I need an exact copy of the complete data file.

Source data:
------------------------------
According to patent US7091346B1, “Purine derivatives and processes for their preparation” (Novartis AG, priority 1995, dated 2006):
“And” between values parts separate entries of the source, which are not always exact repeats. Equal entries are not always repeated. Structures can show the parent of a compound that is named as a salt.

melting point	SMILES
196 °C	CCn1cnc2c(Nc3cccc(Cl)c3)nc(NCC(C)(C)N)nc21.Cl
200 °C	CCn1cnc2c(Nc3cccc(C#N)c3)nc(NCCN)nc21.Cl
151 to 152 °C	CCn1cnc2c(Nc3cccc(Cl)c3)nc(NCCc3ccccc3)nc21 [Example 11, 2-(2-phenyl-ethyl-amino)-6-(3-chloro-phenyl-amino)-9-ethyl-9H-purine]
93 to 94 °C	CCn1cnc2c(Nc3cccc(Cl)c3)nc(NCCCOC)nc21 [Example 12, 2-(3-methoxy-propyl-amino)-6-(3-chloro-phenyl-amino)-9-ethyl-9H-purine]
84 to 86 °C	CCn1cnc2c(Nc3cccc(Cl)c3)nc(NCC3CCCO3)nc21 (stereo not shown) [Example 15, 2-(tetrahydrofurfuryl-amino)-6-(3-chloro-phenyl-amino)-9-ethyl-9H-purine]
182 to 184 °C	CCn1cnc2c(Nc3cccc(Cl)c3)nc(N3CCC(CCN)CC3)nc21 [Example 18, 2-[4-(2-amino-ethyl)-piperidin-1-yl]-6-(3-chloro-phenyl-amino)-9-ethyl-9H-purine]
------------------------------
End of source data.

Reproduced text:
According to patent US7091346B1, “Purine derivatives and processes for their preparation” (Novartis AG, priority 1995, dated 2006):
“And” between values parts separate entries of the source, which are not always exact repeats. Equal entries are not always repeated. Structures can show the parent of a compound that is named as a salt.

melting point	SMILES
196 °C	CCn1cnc2c(Nc3cccc(Cl)c3)nc(NCC(C)(C)N)nc21.Cl
200 °C	CCn1cnc2c(Nc3cccc(C#N)c3)nc(NCCN)nc21.Cl
151 to 152 °C	CCn1cnc2c(Nc3cccc(Cl)c3)nc(NCCc3ccccc3)nc21 [Example 11, 2-(2-phenyl-ethyl-amino)-6-(3-chloro-phenyl-amino)-9-ethyl-9H-purine]
93 to 94 °C	CCn1cnc2c(Nc3cccc(Cl)c3)nc(NCCCOC)nc21 [Example 12, 2-(3-methoxy-propyl-amino)-6-(3-chloro-phenyl-amino)-9-ethyl-9H-purine]
84 to 86 °C	CCn1cnc2c(Nc3cccc(Cl)c3)nc(NCC3CCCO3)nc21 (stereo not shown) [Example 15, 2-(tetrahydrofurfuryl-amino)-6-(3-chloro-phenyl-amino)-9-ethyl-9H-purine]
182 to 184 °C	CCn1cnc2c(Nc3cccc(Cl)c3)nc(N3CCC(CCN)CC3)nc21 [Example 18, 2-[4-(2-amino-ethyl)-piperidin-1-yl]-6-(3-chloro-phenyl-amino)-9-ethyl-9H-purine]